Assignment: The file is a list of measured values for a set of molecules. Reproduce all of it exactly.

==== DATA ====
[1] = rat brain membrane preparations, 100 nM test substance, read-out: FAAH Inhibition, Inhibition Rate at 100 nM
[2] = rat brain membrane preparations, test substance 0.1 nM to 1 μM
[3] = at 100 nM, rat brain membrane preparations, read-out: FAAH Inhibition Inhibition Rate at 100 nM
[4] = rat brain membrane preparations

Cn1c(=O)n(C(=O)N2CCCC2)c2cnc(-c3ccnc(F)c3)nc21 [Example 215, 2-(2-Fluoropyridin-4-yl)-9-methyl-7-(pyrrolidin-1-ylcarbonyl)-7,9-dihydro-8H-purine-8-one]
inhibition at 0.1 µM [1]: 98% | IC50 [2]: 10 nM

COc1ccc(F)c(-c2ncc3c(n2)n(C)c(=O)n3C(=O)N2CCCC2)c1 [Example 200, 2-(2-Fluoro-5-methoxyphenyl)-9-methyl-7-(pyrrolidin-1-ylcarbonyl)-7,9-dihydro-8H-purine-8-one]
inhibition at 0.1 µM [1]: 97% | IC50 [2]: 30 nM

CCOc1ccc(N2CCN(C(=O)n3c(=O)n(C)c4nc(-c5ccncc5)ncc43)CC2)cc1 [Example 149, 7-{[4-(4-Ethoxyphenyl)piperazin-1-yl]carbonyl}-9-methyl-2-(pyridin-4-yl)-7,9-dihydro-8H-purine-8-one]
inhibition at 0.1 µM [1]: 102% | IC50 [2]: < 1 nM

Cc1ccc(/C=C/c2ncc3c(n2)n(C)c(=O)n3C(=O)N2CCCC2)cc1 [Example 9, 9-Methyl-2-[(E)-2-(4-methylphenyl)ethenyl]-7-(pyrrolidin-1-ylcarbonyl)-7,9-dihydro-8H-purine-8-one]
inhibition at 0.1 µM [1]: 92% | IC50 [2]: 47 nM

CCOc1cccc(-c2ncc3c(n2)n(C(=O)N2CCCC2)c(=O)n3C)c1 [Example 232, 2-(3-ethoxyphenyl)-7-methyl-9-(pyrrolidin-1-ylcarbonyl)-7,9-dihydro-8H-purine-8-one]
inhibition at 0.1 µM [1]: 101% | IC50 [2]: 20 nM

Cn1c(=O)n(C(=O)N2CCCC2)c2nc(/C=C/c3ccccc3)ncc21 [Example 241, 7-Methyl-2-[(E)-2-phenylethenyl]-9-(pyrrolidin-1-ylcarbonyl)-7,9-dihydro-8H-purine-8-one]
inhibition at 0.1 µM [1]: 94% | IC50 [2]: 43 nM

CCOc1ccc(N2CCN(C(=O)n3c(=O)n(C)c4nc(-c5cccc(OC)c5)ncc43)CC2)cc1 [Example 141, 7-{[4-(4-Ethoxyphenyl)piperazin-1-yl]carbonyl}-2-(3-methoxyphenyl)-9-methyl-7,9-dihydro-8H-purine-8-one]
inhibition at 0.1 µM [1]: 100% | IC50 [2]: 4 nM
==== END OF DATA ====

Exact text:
[1] = rat brain membrane preparations, 100 nM test substance, read-out: FAAH Inhibition, Inhibition Rate at 100 nM
[2] = rat brain membrane preparations, test substance 0.1 nM to 1 μM
[3] = at 100 nM, rat brain membrane preparations, read-out: FAAH Inhibition Inhibition Rate at 100 nM
[4] = rat brain membrane preparations

Cn1c(=O)n(C(=O)N2CCCC2)c2cnc(-c3ccnc(F)c3)nc21 [Example 215, 2-(2-Fluoropyridin-4-yl)-9-methyl-7-(pyrrolidin-1-ylcarbonyl)-7,9-dihydro-8H-purine-8-one]
inhibition at 0.1 µM [1]: 98% | IC50 [2]: 10 nM

COc1ccc(F)c(-c2ncc3c(n2)n(C)c(=O)n3C(=O)N2CCCC2)c1 [Example 200, 2-(2-Fluoro-5-methoxyphenyl)-9-methyl-7-(pyrrolidin-1-ylcarbonyl)-7,9-dihydro-8H-purine-8-one]
inhibition at 0.1 µM [1]: 97% | IC50 [2]: 30 nM

CCOc1ccc(N2CCN(C(=O)n3c(=O)n(C)c4nc(-c5ccncc5)ncc43)CC2)cc1 [Example 149, 7-{[4-(4-Ethoxyphenyl)piperazin-1-yl]carbonyl}-9-methyl-2-(pyridin-4-yl)-7,9-dihydro-8H-purine-8-one]
inhibition at 0.1 µM [1]: 102% | IC50 [2]: < 1 nM

Cc1ccc(/C=C/c2ncc3c(n2)n(C)c(=O)n3C(=O)N2CCCC2)cc1 [Example 9, 9-Methyl-2-[(E)-2-(4-methylphenyl)ethenyl]-7-(pyrrolidin-1-ylcarbonyl)-7,9-dihydro-8H-purine-8-one]
inhibition at 0.1 µM [1]: 92% | IC50 [2]: 47 nM

CCOc1cccc(-c2ncc3c(n2)n(C(=O)N2CCCC2)c(=O)n3C)c1 [Example 232, 2-(3-ethoxyphenyl)-7-methyl-9-(pyrrolidin-1-ylcarbonyl)-7,9-dihydro-8H-purine-8-one]
inhibition at 0.1 µM [1]: 101% | IC50 [2]: 20 nM

Cn1c(=O)n(C(=O)N2CCCC2)c2nc(/C=C/c3ccccc3)ncc21 [Example 241, 7-Methyl-2-[(E)-2-phenylethenyl]-9-(pyrrolidin-1-ylcarbonyl)-7,9-dihydro-8H-purine-8-one]
inhibition at 0.1 µM [1]: 94% | IC50 [2]: 43 nM

CCOc1ccc(N2CCN(C(=O)n3c(=O)n(C)c4nc(-c5cccc(OC)c5)ncc43)CC2)cc1 [Example 141, 7-{[4-(4-Ethoxyphenyl)piperazin-1-yl]carbonyl}-2-(3-methoxyphenyl)-9-methyl-7,9-dihydro-8H-purine-8-one]
inhibition at 0.1 µM [1]: 100% | IC50 [2]: 4 nM